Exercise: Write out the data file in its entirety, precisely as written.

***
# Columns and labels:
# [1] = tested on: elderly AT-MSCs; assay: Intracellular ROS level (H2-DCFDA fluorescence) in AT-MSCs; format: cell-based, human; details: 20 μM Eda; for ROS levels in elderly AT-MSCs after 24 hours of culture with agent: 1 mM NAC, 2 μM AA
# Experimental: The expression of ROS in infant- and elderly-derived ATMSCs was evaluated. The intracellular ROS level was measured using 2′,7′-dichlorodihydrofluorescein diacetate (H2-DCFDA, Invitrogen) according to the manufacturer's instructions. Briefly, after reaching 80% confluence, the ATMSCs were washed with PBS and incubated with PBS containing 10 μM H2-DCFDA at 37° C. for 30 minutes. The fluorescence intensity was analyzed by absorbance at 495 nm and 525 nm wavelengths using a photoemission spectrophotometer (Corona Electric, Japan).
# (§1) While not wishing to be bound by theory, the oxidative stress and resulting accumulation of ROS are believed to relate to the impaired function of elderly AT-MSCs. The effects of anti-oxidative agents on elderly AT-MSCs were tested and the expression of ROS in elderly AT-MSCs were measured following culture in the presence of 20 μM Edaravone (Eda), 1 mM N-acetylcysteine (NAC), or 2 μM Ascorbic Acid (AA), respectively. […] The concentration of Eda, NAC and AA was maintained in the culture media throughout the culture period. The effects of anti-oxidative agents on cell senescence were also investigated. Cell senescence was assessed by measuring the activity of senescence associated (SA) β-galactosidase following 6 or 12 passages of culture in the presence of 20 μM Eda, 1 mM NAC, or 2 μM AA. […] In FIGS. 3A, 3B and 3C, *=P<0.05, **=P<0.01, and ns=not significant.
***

# Columns and labels:
# [1] = tested on: elderly AT-MSCs; assay: Intracellular ROS level (H2-DCFDA fluorescence) in AT-MSCs; format: cell-based, human; details: 20 μM Eda; for ROS levels in elderly AT-MSCs after 24 hours of culture with agent: 1 mM NAC, 2 μM AA
# Experimental: The expression of ROS in infant- and elderly-derived ATMSCs was evaluated. The intracellular ROS level was measured using 2′,7′-dichlorodihydrofluorescein diacetate (H2-DCFDA, Invitrogen) according to the manufacturer's instructions. Briefly, after reaching 80% confluence, the ATMSCs were washed with PBS and incubated with PBS containing 10 μM H2-DCFDA at 37° C. for 30 minutes. The fluorescence intensity was analyzed by absorbance at 495 nm and 525 nm wavelengths using a photoemission spectrophotometer (Corona Electric, Japan).
# (§1) While not wishing to be bound by theory, the oxidative stress and resulting accumulation of ROS are believed to relate to the impaired function of elderly AT-MSCs. The effects of anti-oxidative agents on elderly AT-MSCs were tested and the expression of ROS in elderly AT-MSCs were measured following culture in the presence of 20 μM Edaravone (Eda), 1 mM N-acetylcysteine (NAC), or 2 μM Ascorbic Acid (AA), respectively. […] The concentration of Eda, NAC and AA was maintained in the culture media throughout the culture period. The effects of anti-oxidative agents on cell senescence were also investigated. Cell senescence was assessed by measuring the activity of senescence associated (SA) β-galactosidase following 6 or 12 passages of culture in the presence of 20 μM Eda, 1 mM NAC, or 2 μM AA. […] In FIGS. 3A, 3B and 3C, *=P<0.05, **=P<0.01, and ns=not significant.